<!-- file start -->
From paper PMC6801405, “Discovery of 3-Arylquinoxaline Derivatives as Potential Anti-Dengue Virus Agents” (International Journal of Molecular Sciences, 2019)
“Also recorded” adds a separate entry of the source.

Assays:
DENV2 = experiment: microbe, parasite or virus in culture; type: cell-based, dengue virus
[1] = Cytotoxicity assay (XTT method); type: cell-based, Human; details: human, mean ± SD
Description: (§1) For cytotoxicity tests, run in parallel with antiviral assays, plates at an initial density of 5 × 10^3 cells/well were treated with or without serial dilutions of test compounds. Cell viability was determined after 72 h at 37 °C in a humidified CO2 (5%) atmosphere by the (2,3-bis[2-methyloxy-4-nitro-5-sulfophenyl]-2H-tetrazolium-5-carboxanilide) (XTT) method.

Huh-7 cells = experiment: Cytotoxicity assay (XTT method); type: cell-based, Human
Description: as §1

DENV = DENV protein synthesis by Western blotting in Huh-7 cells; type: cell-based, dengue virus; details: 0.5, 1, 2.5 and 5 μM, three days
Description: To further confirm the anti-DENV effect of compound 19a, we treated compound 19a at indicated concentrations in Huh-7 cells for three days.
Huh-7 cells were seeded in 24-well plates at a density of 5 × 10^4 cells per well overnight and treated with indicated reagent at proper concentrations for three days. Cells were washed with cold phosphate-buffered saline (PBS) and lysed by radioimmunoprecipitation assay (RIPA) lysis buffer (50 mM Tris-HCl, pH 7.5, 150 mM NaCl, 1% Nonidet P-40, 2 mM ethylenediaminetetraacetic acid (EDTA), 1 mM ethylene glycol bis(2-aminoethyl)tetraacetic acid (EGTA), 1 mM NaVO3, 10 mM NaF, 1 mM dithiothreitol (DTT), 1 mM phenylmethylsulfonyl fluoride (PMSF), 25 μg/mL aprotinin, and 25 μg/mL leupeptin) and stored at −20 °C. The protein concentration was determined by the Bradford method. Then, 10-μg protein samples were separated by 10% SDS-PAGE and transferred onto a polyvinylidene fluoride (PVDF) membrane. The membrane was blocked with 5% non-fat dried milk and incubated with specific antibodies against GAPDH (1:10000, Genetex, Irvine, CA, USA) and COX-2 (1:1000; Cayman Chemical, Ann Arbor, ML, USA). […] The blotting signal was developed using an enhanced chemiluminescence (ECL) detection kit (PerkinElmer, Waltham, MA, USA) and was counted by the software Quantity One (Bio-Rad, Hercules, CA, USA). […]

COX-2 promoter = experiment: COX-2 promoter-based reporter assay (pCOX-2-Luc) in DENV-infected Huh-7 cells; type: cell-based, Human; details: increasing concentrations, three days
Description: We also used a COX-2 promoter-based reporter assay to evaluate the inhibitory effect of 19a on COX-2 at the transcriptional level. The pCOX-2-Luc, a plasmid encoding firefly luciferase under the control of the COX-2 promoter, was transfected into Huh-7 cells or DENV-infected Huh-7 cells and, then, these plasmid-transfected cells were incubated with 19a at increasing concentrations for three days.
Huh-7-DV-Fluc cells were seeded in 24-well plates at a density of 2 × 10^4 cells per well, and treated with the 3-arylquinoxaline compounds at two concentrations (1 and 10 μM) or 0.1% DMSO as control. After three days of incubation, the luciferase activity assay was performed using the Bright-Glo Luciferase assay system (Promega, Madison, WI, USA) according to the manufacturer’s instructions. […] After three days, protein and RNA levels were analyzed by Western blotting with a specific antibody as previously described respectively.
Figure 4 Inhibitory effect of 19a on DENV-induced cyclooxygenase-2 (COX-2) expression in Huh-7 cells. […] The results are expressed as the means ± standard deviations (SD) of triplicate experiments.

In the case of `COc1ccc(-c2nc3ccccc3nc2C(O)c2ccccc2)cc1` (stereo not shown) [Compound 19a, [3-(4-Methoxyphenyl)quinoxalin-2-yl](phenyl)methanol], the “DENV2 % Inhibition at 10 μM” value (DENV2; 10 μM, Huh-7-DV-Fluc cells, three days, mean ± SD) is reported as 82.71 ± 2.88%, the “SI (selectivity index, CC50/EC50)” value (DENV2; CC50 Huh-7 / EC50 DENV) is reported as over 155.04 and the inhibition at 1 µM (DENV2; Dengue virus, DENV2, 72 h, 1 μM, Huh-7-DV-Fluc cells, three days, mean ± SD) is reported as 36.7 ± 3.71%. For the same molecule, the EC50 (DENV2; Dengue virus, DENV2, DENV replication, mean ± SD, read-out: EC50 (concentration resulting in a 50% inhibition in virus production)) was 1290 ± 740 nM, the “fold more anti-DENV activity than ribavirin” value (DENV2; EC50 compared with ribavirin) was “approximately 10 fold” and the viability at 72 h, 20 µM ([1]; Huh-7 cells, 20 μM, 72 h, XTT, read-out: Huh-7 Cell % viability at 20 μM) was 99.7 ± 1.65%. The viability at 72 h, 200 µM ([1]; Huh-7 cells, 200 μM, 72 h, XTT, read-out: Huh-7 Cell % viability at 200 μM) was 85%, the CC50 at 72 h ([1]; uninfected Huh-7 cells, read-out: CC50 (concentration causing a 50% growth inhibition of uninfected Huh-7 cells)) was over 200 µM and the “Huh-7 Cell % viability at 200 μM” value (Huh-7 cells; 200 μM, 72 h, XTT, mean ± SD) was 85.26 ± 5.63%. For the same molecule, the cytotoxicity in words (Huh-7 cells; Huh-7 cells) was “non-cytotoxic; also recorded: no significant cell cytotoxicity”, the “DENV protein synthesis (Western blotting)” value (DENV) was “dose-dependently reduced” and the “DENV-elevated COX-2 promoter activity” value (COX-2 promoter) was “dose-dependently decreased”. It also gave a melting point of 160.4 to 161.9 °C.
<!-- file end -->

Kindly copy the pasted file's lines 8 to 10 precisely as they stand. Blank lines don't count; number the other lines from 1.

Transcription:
Description: as §1

DENV = DENV protein synthesis by Western blotting in Huh-7 cells; type: cell-based, dengue virus; details: 0.5, 1, 2.5 and 5 μM, three days
Description: To further confirm the anti-DENV effect of compound 19a, we treated compound 19a at indicated concentrations in Huh-7 cells for three days.